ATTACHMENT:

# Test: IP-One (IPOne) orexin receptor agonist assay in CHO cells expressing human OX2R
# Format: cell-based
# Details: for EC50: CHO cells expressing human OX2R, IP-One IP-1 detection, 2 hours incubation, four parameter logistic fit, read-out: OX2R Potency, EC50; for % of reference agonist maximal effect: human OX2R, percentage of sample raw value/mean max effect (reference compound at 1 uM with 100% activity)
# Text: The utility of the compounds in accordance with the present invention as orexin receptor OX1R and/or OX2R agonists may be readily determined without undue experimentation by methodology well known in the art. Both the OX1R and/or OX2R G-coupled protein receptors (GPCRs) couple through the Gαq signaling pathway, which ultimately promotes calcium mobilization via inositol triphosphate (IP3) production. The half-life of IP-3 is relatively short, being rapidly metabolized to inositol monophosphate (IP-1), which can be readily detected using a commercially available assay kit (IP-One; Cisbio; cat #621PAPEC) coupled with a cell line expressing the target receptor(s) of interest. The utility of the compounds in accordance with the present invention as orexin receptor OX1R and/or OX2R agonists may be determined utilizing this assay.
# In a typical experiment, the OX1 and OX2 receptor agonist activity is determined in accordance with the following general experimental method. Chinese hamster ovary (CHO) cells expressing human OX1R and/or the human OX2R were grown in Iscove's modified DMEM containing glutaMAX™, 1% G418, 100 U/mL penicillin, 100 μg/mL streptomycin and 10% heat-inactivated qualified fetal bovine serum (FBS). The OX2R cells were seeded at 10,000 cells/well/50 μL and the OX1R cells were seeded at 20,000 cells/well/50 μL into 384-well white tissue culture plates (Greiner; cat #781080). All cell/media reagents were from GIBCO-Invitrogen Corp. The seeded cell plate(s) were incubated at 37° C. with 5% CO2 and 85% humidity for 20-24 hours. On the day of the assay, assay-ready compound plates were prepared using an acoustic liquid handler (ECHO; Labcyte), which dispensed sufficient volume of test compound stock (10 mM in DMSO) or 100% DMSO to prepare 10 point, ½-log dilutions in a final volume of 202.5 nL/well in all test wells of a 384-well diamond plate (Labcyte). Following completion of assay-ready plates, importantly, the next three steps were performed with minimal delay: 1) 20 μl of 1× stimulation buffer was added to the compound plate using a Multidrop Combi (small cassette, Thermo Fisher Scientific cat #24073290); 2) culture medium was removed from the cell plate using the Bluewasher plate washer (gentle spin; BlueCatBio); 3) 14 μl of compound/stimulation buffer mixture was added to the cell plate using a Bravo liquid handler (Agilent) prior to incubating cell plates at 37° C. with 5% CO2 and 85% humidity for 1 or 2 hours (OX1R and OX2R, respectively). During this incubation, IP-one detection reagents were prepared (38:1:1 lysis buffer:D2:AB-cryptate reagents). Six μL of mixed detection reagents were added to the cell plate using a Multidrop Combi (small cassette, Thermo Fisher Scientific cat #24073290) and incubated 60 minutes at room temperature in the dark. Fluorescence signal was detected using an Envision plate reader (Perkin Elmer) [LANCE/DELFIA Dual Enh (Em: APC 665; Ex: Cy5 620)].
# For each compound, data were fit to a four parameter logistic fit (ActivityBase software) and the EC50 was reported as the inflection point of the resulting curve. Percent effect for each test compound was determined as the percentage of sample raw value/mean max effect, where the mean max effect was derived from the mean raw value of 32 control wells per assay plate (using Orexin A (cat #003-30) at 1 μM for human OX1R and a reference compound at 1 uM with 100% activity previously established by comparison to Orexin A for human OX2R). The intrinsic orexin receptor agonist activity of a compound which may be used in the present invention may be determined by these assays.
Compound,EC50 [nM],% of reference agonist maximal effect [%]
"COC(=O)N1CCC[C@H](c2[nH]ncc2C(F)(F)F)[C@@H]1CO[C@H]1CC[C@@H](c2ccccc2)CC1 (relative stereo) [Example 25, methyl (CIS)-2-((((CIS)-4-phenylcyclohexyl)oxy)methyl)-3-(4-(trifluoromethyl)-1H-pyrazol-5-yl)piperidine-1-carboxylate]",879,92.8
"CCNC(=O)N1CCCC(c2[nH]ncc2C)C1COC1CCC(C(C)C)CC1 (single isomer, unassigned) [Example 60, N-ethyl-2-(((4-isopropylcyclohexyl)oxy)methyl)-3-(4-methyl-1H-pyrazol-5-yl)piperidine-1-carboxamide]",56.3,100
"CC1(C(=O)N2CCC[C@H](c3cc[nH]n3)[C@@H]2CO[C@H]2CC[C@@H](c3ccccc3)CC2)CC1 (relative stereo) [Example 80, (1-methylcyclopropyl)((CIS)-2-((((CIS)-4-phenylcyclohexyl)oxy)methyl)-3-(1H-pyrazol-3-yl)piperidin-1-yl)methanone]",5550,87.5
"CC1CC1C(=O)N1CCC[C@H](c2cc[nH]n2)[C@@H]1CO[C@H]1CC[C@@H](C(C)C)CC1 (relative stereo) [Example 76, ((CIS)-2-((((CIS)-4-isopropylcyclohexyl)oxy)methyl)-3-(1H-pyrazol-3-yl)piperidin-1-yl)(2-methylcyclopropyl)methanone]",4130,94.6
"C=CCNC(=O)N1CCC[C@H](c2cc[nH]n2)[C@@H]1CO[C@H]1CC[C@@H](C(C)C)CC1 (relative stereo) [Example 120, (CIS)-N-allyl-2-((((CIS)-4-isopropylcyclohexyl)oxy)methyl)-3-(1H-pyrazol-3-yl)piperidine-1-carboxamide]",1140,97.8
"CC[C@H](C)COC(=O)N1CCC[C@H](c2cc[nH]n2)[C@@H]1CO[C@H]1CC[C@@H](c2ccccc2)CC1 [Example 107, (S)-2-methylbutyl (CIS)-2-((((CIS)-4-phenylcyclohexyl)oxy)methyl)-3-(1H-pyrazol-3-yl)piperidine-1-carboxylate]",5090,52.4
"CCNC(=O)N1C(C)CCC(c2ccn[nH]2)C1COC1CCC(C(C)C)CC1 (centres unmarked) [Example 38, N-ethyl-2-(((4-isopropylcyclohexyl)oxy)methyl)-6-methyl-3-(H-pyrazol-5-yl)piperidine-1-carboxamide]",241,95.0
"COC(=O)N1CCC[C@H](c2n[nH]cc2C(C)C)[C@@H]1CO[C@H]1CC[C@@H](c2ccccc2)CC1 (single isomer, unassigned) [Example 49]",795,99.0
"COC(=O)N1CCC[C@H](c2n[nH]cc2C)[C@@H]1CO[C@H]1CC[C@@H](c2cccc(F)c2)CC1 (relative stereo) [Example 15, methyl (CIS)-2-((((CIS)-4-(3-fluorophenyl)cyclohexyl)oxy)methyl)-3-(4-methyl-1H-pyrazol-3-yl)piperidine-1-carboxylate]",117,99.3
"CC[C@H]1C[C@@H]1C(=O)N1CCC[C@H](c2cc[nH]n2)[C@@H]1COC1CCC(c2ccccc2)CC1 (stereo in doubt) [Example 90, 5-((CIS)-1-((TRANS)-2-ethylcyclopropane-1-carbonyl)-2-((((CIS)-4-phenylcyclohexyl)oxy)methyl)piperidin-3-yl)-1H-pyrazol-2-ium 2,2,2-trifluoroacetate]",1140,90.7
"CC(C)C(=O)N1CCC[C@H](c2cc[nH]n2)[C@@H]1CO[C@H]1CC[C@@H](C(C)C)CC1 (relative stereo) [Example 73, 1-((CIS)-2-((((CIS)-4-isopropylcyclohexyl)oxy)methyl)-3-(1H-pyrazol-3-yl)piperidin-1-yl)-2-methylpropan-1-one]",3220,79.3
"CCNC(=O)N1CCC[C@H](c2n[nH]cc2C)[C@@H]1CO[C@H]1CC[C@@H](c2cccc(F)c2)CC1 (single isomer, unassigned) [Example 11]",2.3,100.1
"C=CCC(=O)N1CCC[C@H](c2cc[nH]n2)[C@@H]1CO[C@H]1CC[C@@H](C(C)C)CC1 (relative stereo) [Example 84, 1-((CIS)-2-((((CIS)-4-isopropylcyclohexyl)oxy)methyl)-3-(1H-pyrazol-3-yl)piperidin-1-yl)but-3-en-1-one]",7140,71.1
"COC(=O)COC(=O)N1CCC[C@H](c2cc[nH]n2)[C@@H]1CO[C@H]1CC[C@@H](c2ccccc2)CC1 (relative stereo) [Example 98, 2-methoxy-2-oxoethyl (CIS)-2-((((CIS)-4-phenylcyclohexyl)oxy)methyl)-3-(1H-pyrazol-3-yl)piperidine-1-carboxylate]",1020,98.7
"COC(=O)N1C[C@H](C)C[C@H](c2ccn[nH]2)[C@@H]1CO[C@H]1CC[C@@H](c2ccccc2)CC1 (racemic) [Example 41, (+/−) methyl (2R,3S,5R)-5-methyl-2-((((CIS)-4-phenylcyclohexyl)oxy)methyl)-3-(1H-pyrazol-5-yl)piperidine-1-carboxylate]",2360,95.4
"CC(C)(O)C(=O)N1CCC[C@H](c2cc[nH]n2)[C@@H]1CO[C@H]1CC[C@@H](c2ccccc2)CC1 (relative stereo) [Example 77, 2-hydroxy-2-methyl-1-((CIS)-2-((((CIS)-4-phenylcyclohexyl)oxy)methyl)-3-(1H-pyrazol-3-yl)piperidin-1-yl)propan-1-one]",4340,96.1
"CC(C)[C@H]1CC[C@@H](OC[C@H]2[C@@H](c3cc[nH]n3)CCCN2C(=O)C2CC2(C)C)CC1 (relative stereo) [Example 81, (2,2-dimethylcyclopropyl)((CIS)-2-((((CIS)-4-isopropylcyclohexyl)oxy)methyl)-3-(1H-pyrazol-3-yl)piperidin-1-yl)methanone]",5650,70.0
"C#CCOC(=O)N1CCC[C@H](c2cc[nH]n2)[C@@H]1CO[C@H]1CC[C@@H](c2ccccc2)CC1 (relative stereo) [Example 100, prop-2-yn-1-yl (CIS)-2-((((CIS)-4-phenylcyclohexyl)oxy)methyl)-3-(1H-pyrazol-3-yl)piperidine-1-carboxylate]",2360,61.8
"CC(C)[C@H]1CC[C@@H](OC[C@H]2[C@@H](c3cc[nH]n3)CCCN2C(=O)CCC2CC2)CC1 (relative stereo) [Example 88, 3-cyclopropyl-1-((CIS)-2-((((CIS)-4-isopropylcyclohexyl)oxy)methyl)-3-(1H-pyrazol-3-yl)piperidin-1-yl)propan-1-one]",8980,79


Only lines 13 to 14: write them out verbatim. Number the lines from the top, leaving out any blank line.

"CC[C@H](C)COC(=O)N1CCC[C@H](c2cc[nH]n2)[C@@H]1CO[C@H]1CC[C@@H](c2ccccc2)CC1 [Example 107, (S)-2-methylbutyl (CIS)-2-((((CIS)-4-phenylcyclohexyl)oxy)methyl)-3-(1H-pyrazol-3-yl)piperidine-1-carboxylate]",5090,52.4
"CCNC(=O)N1C(C)CCC(c2ccn[nH]2)C1COC1CCC(C(C)C)CC1 (centres unmarked) [Example 38, N-ethyl-2-(((4-isopropylcyclohexyl)oxy)methyl)-6-methyl-3-(H-pyrazol-5-yl)piperidine-1-carboxamide]",241,95.0